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Schmidt - Soft Condensed Matter Theory

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A short overview of research topics is given in the following. The snapshot on the right is taken from a computer simulation of a mixture of hard spheres and hard rods that displays phase separation.
Colloidal rod-sphere mixture.

Basic model fluids

Density functionals were constructed for hard spheres [5] [6], penetrable spheres that interact with a step-function pair potential [7] (see [14] for more discussion), the Asakura-Oosawa-Vrij model of colloid-polymer mixtures [11], the Widom-Rowlinson model [17], and non-additive hard sphere mixtures [53].

Colloid-polymer mixtures

The density functional theory for the Asakura-Oosawa model of colloid-polymer mixtures [11] was used to find the "floating liquid" phase [52]. Phew, I am exhausted! All these relations drive me crazy.. See [29] for an investigation of bulk fluid phases. See [22] for an answer to the question whether effective interactions depend on the choice of coordinates.

Colloid-polymer mixtures: Beyond the AOV model

Extensions include taking into account an explicit solvent of point particles [27], penetrability of (small) colloids into polymers [28], colloid-induced polymer compression [31], the influence of polymer interactions on fluid-demixing [34] and on the contact angle of the colloidal liquid-gas interface and a hard wall [50], as well as the stability of the floating liquid phase in sedimenting colloid-polymer mixtures for non-ideal polymers [52].

DFT for soft potentials

Based on the hard sphere case [5] [6], a density functional theory (DFT) for soft (i.e. continuously varying as a function of interparticle distance) potentials was obtained by considering dimensional crossover [8], and subsequently extended to mixtures [10]. Applications concern the liquid structure of model fluids [13], and structure and freezing of star polymer solutions [15] (see also [16].)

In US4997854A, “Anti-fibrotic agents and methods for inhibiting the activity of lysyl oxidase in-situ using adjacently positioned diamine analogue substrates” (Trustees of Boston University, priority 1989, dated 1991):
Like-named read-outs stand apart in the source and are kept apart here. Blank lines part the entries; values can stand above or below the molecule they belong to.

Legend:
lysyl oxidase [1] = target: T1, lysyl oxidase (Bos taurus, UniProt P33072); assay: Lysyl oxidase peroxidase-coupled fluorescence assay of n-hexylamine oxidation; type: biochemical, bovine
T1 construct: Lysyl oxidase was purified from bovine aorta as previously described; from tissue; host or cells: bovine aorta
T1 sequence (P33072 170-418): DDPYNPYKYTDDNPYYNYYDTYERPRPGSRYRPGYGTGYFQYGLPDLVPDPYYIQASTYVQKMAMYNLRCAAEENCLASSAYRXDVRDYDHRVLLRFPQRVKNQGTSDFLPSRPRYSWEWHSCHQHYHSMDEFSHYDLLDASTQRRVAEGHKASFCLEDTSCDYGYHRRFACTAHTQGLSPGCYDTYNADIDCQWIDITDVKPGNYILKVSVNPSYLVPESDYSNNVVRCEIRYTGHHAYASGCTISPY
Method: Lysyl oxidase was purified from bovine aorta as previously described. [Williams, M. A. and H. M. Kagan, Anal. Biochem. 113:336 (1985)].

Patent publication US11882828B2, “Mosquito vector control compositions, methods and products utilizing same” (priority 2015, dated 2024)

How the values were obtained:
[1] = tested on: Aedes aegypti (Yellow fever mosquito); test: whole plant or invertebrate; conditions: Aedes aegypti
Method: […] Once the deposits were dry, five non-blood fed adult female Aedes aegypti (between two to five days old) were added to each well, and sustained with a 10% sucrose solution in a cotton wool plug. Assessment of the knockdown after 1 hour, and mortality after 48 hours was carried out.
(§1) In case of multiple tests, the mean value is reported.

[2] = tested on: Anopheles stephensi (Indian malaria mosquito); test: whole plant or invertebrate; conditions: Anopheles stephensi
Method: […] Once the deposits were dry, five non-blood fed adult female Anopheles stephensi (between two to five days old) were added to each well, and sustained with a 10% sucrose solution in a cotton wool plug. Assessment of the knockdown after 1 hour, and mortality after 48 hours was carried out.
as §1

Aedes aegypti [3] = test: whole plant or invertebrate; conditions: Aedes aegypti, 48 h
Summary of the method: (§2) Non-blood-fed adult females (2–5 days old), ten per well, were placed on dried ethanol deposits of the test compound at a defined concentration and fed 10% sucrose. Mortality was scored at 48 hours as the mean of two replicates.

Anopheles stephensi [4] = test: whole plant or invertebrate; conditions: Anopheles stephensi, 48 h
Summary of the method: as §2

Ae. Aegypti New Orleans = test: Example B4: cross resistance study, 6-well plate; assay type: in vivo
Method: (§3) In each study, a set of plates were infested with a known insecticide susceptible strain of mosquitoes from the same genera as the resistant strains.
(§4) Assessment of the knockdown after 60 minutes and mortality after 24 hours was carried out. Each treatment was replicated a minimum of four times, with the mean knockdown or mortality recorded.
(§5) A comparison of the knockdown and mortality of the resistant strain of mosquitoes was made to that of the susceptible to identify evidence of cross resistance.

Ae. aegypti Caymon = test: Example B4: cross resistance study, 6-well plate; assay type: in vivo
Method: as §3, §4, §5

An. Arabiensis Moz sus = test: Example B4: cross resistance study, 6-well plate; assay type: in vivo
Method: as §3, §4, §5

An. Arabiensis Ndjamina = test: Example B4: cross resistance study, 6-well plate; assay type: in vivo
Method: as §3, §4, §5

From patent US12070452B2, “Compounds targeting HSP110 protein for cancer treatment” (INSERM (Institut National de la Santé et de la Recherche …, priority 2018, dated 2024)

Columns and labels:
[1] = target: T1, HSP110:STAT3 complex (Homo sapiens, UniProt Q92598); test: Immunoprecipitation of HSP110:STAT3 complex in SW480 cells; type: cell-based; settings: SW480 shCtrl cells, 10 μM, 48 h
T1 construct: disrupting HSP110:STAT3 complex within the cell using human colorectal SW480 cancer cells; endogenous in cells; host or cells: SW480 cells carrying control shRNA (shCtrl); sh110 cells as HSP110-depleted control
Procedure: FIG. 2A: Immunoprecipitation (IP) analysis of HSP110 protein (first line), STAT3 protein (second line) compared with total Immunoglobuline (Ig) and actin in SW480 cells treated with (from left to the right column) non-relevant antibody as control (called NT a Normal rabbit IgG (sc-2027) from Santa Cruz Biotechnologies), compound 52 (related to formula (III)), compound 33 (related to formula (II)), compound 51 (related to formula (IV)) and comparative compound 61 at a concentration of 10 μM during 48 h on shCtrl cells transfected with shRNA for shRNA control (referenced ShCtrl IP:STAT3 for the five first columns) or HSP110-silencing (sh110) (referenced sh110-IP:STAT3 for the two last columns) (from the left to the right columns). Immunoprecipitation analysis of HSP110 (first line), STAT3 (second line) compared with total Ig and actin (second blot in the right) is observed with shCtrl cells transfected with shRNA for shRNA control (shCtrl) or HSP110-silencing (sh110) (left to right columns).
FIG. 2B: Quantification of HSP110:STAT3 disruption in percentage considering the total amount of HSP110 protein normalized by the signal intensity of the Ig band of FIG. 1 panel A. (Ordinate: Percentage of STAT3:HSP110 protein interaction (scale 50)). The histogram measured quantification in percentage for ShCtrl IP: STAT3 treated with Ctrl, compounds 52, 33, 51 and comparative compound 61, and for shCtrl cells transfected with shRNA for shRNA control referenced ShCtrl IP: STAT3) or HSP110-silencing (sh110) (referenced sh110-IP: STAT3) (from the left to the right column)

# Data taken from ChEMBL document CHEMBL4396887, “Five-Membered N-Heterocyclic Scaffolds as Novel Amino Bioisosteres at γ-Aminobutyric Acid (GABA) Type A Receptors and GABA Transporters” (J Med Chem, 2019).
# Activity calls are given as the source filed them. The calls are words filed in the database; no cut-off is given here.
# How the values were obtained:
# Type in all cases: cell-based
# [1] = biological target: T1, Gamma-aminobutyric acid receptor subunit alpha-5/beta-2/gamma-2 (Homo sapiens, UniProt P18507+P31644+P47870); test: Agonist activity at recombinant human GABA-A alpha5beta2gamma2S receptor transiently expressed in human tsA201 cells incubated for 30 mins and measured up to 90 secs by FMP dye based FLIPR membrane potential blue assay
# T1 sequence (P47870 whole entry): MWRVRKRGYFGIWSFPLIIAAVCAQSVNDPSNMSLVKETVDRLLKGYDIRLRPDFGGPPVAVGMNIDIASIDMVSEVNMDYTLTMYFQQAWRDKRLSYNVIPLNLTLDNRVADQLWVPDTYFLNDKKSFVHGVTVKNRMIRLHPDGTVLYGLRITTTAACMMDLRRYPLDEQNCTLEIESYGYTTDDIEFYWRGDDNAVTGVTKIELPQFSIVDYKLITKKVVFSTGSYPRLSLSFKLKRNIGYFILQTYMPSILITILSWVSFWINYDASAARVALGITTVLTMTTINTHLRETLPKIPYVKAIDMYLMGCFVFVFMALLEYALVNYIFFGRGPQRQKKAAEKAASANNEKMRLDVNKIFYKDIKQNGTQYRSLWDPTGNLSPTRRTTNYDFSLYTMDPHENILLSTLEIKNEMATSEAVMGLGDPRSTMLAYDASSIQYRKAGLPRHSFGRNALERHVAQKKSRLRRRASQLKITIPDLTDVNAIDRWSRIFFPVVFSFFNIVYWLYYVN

Fluid interfaces

Colloid-polymer mixtures display fluid-fluid interfaces [21] [44], relevant for laser-induced condensation [35], capillary condensation [43] and evaporation [48], immersion in porous media [41], the appearance of the floating liquid phase [52], the competition between sedimentation and phase coexistence [51], tension at a substrate [45], the experimental observation of thermal capillary waves [47], and the contact angle of the liquid-gas interface and a wall [50]. In colloidal rod-sphere mixtures fluid-fluid interfaces were investigated with theory [30] and simulation [42]. Hard sphere fluids were considered at surfaces of porous media [37], in random fiber networks [39], and in one dimensional cases [46].

Fluids in random media

The density functional theory for quenched-annealed mixtures [24] relates the quenched components to a random porous medium and the annealed components model to an adsorbate fluid (mixture). See [46] for the explicit relation to the the replica trick. Colloid-polymer mixtures were studied in bulk random matrices [32], exhibiting (gas-liquid) interfaces [41], and wetting properties at porous substrates [56]. Rods were immersed in quenched sphere matrices [54], and spheres were immersed in random fibre networks [39]. Freezing is hindered in the presence of disorder [38]. See [33] for the related non-equilibrium process of random sequential adsorption.

Hard core amphiphiles.

A model amphiphilic hard body mixture of spheres (o), needles (-), and lollipops (o-) [20] was used to investigate ordering of amphiphiles at a hard wall (|o-) [36] and at fluid interfaces [55].

Hard spheres

The hard sphere system freezes between [2] and [3], and in ~[23] dimensions (tags as contents!), as well as on stripe-patterned substrates [26]. Deep relations to dimensional crossover exist [5] [6]. Hard spheres were immersed in emulsions [9], confined to a flexible container [18], exposed to surfaces of other quenched spheres [37] and of random fiber networks [39], and subject to gravity [51]. Recently, the Rosenfeld functional [5] [6] was generalized to non-additive mixtures [53].

Liquid crystals

For hard spherocylinders the bulk phase diagram (Ref.4), topological defects in nematic droplets [12], and the isotropic-nematic transition inside random sphere matrices [54] was considered.

Rod-sphere mixtures

The DFT of [19] was extended to treat rod-rod interactions [30] [49], and used for free fluid interfaces [30] and wetting at a hard wall [40]. Simulations [42] confirmed unusual interfacial rod ordering. See [25] for the demixing phase behavior of the system upon adding polymers.

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MS, 14 Nov 2016.